Saturday, March 22, 2014

Museum Hours: a film

Museum Hours
Written and directed by Jem Cohen 
Released in 2013
107 minutes

This is one of those special, quiet films that I thoroughly enjoyed but can't really tell you why.  The plot is simple:  Anne, a woman from Montreal, goes to Vienna to be with her cousin who is in a coma.  Just what happened to her cousin is never really explained, or at least I missed it, if it was.  It really isn't the focal point of the film.

While in Vienna, she visits the Art History Museum and meets Johann, a museum guard.  They get to talking, and she explains briefly why she is in Vienna. Since she is a stranger and alone in Vienna and he has few friends, he offers to be her guide to Vienna.  Much of the film takes place in the Museum or the surround areas since neither has much money.  Over the course of the film, they learn about Vienna, the Museum, and each other.  Johann, at one point, thinks to himself  how lucky he is for having the opportunity to see his city through the eyes of someone new to Vienna. 

The main attraction of the film, though, is the combination of their quiet, joyful association and the photography.  The photography may have been designed by an artist--striking scenes where the colors suddenly become noticeable--not vivid in a glossy way, but strong, even browns and greys stand out.  I know nothing of the technology of film so I can't say how it's done--special filters or screens, perhaps in the film processing.

We are presented with striking juxtapositions between the street scenes and the paintings in the museum.  Frequently the street scenes resemble works of art from the museum, or perhaps it's the art works that resemble street scenes.  At times I wasn't sure whether I was seeing a painting or a street shot.  Some scenes from outside the museum could easily be titled "A Still Life."  And, in addition,   the treatment of many of the people in the film become portraits as we see them in repose.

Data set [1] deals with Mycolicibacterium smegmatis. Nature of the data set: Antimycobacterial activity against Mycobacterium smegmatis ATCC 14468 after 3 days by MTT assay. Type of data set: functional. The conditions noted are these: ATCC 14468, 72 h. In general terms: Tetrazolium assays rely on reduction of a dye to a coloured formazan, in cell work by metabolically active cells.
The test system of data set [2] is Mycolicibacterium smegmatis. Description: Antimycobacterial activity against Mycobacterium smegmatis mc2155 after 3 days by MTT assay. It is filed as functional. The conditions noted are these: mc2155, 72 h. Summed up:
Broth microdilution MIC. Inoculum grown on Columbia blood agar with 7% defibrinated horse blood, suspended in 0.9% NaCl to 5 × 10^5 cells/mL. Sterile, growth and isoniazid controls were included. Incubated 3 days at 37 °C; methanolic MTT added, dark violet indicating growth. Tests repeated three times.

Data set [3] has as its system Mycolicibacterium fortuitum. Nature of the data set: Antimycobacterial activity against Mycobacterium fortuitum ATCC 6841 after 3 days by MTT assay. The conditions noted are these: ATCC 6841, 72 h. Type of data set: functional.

The film is available on Netflix and the local public library.  I would recommend getting it from the library because it comes with a booklet that's  not available from Netflix.  I have only 10 DVDs in my personal collection, two of which are gifts.  I am seriously considering buying this film.

This film goes on my must see again list.


  1. Never heard of this one, Fred. But it sounds like something I'd enjoy. Thanks for the intro. I'll add it to my Netflix queue. Vienna is a city that has always intrigued me for one reason or another.

  2. Yvette,

    Considering your interest in art, I think you would really enjoy this film. If you can find it in the library, I would recommend that because the DVD I got from the library had a booklet with it which you won't get from Netflix.


  3. Fred,

    Amazon has the film in DVD and Blu Ray. From your review, it sounds like spendind $10 more for the Bu Ray version would be worth it.

  4. Cheryl,

    I just viewed the Blue-Ray version, and it's well worth the extra money. Things I hadn't noticed before jumped out at me.

    Thanks for the suggestion.